Axel
                          • alice ttlg
                            ... Actually, that s exactly what MovableType (similar to WordPress) does - it can do the same date type archive structure that they espouse in that article.
                            Message 13 of 15 , Sep 30, 2007
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                              On 9/30/07, Axel Berger <Axel-Berger@...> wrote:
                              >
                              > I'll admit there is something in that. Though for all here facing
                              > similar problems in straight HTML may I remind you of the basic W3C
                              > article:
                              >
                              > "Cool URIs don't change": http://www.w3.org/Provider/Style/URI

                              Actually, that's exactly what MovableType (similar to WordPress) does
                              - it can do the same date type archive structure that they espouse in
                              that article. I think that WordPress can too, it's something you
                              chose when you set up either program. MT can also archive by category
                              which can be more useful depending on the type of site and it can also
                              do both types of archives at the same time, category and date
                              structure - iirc WP can also do that.

                              So CMS can be very useful for creating good, long-lasting URIs and
                              it's all created on the fly as you add new articles or new categories,
                              as time changes and a new month or new year rolls around, the CMS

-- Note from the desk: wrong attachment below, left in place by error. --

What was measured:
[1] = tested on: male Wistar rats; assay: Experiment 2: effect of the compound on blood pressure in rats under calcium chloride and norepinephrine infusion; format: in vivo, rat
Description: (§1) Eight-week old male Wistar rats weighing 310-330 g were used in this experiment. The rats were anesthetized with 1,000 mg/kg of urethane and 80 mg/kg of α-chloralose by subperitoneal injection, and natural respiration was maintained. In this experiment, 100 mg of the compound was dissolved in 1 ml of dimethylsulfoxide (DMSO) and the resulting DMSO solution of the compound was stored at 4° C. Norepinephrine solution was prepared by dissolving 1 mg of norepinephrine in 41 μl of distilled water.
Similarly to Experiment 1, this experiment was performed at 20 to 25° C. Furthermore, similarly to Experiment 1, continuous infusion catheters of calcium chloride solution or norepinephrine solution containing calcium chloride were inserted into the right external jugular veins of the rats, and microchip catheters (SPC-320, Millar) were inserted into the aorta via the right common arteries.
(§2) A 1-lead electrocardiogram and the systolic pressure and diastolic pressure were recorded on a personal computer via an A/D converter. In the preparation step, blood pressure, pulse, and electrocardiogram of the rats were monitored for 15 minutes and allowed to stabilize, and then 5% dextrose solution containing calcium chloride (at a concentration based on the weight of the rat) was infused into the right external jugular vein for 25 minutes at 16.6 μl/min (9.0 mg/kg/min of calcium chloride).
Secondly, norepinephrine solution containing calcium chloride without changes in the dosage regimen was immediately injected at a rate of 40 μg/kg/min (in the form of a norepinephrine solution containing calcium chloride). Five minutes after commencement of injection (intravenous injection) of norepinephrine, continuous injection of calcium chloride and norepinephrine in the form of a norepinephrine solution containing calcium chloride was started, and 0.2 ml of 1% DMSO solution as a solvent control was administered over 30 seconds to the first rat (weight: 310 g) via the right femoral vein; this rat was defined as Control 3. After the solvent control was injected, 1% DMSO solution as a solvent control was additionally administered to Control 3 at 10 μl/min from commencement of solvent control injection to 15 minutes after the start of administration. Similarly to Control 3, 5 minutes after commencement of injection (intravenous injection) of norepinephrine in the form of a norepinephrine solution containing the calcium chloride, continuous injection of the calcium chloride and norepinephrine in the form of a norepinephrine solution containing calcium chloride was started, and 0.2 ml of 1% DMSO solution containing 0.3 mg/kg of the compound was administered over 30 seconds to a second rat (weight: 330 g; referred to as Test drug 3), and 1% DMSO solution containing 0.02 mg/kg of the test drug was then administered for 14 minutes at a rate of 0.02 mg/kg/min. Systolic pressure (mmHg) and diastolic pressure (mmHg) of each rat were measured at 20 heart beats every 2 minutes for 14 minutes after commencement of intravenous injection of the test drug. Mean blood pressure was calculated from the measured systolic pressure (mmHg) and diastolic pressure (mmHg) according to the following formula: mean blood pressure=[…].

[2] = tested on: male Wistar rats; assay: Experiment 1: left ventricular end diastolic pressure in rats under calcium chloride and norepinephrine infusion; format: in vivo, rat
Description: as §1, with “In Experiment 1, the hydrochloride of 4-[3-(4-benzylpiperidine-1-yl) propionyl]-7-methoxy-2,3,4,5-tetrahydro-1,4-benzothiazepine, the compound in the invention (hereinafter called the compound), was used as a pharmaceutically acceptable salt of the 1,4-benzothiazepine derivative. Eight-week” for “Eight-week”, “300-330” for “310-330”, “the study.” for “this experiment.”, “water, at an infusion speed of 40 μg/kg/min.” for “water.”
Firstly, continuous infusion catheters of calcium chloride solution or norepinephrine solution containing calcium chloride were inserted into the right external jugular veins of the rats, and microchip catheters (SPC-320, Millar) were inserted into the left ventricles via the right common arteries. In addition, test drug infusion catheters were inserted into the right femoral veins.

automatically creates the necessary folders to store the addiitional
                              new content.

                              --
                              alice ttlg

                              Vox Populli, webhosting for fans
                              http://www.populli.org/
                              Glenfinnan, webhosting for everything else
                              http://www.glenfinnanhosting.com/
                            • Hugo Paulissen
                              ... Hi Axel, That s where tags, categories and archives come into play: good blogsoftware organizes your entries according to your own specification, with
                              Message 14 of 15 , Sep 30, 2007
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                                >Basically if you name and place files for what they are rather than for
                                >what you're using them for at the moment, you can completely rearrange
                                >your pages without having to move stuff. Many companies and other big
                                >organisations rubbish all your bookmarks every couple of months or so as
                                >a matter if course. On my own site I provide forwarding files and even a
                                >server redirect for those who might have bookmarked an ill-chosen
                                >earlier arrangement of things.

                                Hi Axel,

                                That's where tags, categories and archives come into play: good
                                blogsoftware organizes your entries according to your own specification,
                                with paths and URLs completely to your own liking.

                                I've been using Movable Type for a couple of years, not to write a blog
                                for my own, but in order to provide students to maintain their own blog.
                                At the time of selection MT was the most flexible solution, and one
                                license/installation was capable of running multiple blogs with multiple
                                authors. That may have changed, I do not follow the market anymore,
                                since I'm not involved in that task anymore.

                                Anyhow: MT was great, because it allowed the unskilled to create webpages
                                (and upload documents) easily, whereas the skilled still were able to customize
                                templates, css, page-arrangements etc.

                                I never regretted my choice.

                                Hugo

                                BTW: I have used MT to create a regular website - this allowed other people
                                to maintain the site without extensive training. This worked out very well.